University lab working to develop synthetic life

Artificial cells made in a laboratory could be used to study diseases that kill natural cells, or test drugs more effectively.

by Keaton Schmitt

Man-made molecules that mimic cells but aren’t alive could be used to study illnesses that kill natural life.

A University of Minnesota lab wants to use simplified versions of cells — more resilient than natural ones — to study dangerous diseases in detail, test new drugs or even define life on other planets. The project began last month.

When researchers try to study how diseases work, they often infect cells with a disease in a controlled environment such as a petri dish, said Kate Adamala, University genetics, cell biology and development assistant professor and head of the lab working on the project.

But because these cells are alive and taken from the body, the cell will kill the disease and not let it reproduce, she said.

Cells created in a lab lack this natural defense and instead absorb and reproduce any DNA they are given — even that of a disease, Adamala said. This cuts down on factors that could impair more traditional disease studies.

“That’s why biology is really difficult. It’s hard to separate processes and study one single thing,” she said.

The artificial cells let researchers study the disease longer and in its later stages, Adamala said. They also don’t reproduce which can make the experiment easier to manage.

Researchers can see diseases’ progression using fluorescent dyes that attach to proteins or other molecules which can then be tracked by machines, said Aaron Engelhart, University genetics, cell biology and development assistant professor and collaborator on the project.

Those fluorescent chemicals don’t work in all cases, Engelhart said, and often have trouble in living cells. If the dyes were used on diseases in synthetic cells, researchers could learn more.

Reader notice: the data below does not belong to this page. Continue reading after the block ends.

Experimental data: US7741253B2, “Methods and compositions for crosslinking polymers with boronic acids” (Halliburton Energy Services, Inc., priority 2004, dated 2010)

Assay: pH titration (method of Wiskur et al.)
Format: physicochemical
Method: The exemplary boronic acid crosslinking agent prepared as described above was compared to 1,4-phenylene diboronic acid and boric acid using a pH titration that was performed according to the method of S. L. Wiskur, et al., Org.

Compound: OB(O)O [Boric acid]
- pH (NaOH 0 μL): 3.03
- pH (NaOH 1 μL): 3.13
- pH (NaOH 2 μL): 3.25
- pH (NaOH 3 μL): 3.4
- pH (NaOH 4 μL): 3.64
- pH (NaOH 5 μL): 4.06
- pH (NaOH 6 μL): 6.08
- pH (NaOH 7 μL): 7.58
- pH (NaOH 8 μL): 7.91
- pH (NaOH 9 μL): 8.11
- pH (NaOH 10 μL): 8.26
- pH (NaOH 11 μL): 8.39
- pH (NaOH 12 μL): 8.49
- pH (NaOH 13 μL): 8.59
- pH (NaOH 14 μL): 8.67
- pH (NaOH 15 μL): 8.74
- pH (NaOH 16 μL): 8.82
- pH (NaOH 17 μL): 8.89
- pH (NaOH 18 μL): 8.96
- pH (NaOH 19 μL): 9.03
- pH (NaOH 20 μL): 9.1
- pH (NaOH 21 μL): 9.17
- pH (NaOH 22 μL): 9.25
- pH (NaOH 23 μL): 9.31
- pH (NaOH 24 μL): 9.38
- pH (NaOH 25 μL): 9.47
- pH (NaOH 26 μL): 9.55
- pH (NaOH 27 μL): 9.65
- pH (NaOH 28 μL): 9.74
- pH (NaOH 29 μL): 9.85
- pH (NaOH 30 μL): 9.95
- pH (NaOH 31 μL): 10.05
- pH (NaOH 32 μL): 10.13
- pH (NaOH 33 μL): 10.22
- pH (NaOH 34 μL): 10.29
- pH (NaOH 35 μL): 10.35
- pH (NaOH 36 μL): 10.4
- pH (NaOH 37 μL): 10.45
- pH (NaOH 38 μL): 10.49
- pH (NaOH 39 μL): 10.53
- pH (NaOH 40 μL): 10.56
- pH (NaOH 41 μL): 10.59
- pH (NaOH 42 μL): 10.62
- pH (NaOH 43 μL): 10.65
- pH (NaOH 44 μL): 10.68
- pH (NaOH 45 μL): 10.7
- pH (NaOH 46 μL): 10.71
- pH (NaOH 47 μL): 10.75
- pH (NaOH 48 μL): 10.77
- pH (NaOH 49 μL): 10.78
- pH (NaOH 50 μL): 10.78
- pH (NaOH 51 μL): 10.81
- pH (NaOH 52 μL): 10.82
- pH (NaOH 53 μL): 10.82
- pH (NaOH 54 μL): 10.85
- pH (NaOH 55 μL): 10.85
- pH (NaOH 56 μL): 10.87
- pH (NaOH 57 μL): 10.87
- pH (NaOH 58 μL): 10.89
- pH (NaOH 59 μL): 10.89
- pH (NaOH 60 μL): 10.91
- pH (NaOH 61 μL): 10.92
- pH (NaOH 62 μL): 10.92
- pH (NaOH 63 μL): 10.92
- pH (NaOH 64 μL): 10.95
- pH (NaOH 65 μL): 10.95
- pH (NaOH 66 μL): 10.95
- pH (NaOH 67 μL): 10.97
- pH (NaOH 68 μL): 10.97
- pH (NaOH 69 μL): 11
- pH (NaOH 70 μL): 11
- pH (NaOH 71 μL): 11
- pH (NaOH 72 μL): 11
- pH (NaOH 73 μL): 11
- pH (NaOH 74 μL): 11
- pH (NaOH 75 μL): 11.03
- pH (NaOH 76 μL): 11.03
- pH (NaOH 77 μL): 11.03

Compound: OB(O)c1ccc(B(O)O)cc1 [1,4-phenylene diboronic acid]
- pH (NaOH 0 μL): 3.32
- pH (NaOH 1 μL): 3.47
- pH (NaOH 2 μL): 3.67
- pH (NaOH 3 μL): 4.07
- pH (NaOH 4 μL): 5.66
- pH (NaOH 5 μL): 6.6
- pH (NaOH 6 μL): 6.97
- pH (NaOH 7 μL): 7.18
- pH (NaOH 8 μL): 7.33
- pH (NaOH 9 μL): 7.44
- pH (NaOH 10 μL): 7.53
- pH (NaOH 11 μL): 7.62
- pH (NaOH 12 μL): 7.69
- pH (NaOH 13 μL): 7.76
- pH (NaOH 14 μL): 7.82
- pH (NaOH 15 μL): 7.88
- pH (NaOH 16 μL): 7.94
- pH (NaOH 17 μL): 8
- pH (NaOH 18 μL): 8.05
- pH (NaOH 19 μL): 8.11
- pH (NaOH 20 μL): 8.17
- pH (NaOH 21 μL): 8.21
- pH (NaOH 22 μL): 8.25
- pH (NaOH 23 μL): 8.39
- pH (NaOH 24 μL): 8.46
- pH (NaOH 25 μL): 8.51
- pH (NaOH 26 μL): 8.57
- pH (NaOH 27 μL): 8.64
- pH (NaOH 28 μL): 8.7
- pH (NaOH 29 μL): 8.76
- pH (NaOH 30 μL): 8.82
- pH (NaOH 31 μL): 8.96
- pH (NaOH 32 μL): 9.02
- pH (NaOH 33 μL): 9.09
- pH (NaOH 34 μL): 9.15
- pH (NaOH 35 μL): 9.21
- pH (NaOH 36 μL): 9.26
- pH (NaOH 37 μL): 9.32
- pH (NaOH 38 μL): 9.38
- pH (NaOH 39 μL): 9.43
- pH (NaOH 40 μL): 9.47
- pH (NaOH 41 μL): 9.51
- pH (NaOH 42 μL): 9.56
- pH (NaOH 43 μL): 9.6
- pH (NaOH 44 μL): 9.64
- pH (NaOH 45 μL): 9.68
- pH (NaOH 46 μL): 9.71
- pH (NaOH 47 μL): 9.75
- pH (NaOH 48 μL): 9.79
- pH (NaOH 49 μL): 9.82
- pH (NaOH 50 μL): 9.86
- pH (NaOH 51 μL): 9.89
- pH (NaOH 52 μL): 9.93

“In a lot of these [diseases] a lot of work’s been done, but because some of these tools weren’t available until recently, it’s been difficult to track [them],” Engelhart said.

Synthetic cells could also be used to speed up drug testing. Normally, when researchers test drugs they have trouble isolating the effects of the drugs from the cell’s normal work.

Engelhart said the simpler synthetic cells have less interference from normal cell parts, making a drug’s effects easier to see.

Other drugs seem fine in small tests but have side effects in live models that make them useless, Adamala said. Screening these drugs earlier in synthetic cells could save a lot of research time.

“There’s literally thousands of new drugs in the pipeline every year but in the market there’s one or two,” she said. “And the reason is they get to live … testing and we discover side effects we had no idea about before.”

The created cells could also help scientists determine whether material on other planets is alive or not, Adamala said.

There’s no definition of what constitutes living material, said Jim Cotner, a university, ecology, evolution and behavior professor.

“Basically something’s alive if it can replicate … metabolize and pass genetic material on,” Cotner said.

But Adamala said making fake life with different traits gives scientists examples they can’t find in nature and making a simple cell model now might show researchers how life first began.